Public misconceptions remain regarding conflict management
Bonnie Rice, Sierra Club, (406) 640-2847, firstname.lastname@example.org
Jocelyn Leroux, Western Watersheds Project, (406) 960-4164, email@example.com
Kristin Combs, Wyoming Wildlife Advocates, (307) 413-4116, firstname.lastname@example.org
Montana— A recent survey of Montana residents by Montana Fish Wildlife and Parks (FWP) and the Human Dimensions Lab at the University of Montana shows that Montana residents overwhelmingly hold positive attitudes toward grizzly bears. Eighty-five percent agree that grizzly bears are part of what makes Montana special. Eighty-one percent enjoy knowing grizzly bears exist in Montana even if they never see one, and 80% believe grizzly bears are important for ecosystem health.
Despite this overwhelming public support, several bills are now making their way through the Montana legislature that would inhibit recovery of grizzly bears– including a bill that will make it harder for grizzly bears in isolated populations in the state to connect with each other. Several other bills will likely result in grizzlies being caught in body-gripping traps or snares. The extreme anti-carnivore focus in the state legislature demonstrated in these and other bills is of particular concern in light of the 5-year review and status assessment for the grizzly bear released last week by the U.S. Fish and Wildlife Service, in which the agency concluded, “…[T]here is enough future uncertainty associated with conservation efforts, such that the grizzly bear in the lower 48 States remains likely to become in danger of extinction within the foreseeable future throughout all of its range.”
Not surprisingly, results from the survey demonstrate that acceptance of bears declines relative to human residence and agricultural-ranching use of the landscape. However, 75% of Montanans think it is important to have a self-sustaining grizzly bear population in the state, and 92% are willing to take actions to reduce causes of bear-human conflict, such as securing attractants on their property. A majority (63%) of livestock producers had or would be willing to alter livestock practices to mitigate the risk of grizzly bear predation.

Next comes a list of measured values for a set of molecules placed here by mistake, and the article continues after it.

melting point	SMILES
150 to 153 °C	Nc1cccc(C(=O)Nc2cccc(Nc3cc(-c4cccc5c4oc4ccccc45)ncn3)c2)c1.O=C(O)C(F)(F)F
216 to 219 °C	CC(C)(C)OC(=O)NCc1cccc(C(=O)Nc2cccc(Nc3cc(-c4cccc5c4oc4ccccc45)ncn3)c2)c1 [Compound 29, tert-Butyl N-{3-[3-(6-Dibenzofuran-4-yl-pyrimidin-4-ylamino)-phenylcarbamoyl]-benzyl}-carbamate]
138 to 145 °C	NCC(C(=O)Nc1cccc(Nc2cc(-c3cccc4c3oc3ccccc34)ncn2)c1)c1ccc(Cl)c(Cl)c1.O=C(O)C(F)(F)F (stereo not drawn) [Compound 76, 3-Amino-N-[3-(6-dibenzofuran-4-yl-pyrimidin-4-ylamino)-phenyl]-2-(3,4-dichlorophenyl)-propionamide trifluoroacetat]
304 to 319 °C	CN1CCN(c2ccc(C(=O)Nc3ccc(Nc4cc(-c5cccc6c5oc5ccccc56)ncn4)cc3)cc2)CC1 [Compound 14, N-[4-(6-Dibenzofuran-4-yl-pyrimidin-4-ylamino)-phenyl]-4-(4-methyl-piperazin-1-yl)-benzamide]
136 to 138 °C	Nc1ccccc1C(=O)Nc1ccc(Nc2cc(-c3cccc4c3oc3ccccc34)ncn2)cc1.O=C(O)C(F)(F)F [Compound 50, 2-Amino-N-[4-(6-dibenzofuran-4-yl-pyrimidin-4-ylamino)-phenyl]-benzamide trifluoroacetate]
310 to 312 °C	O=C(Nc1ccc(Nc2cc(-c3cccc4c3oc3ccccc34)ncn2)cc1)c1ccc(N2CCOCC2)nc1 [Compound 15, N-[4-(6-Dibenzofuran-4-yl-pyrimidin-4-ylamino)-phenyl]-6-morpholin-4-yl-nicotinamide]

A 2018 landmark study of Americans’ wildlife values found that Montanans’ wildlife values have shifted dramatically since a similar, earlier 2004 study. The number of “Traditionalists” (wildlife should be managed and used for the benefit of people) have decreased by 18%, while the number of “Mutualists” (wildlife as part of extended social network and people and wildlife should co-exist) increased by 40%. Those shifts in values have allowed Montana’s wildlife-related tourism to flourish (see: e.g., this photographers’ letter urging Montana Governor Greg Gianforte to veto extreme anti-carnivore bills in the state legislature).
Survey responses reveal remaining public misconceptions about the role of hunting in preventing conflicts between bears and people. Addressing these misconceptions is important in achieving the “self-sustaining grizzly population” that Montanans favor. Misconceptions include the belief that hunting will resolve conflicts between people and bears, and that hunting will cause bears to fear humans, both of which have been refuted by experts in grizzly bear management.
Grizzly bear conservation advocates urge FWP to make public education on bear smart communities and the utilization of proven methods of conflict prevention the agency’s top priorities for grizzly bear management. That should include methods such as electric fencing, carcass removal, securing attractants and bear resistant sanitation practices. Additionally, in order to dispel commonly-held public misconceptions advocates call on FWP to clearly explain in its public messaging why hunting does not prevent conflicts between grizzlies and people or make bears more fearful of people, and to articulate the effectiveness of bear spray over firearms in preventing injury to both people and bears.
Photo: Roger Hayden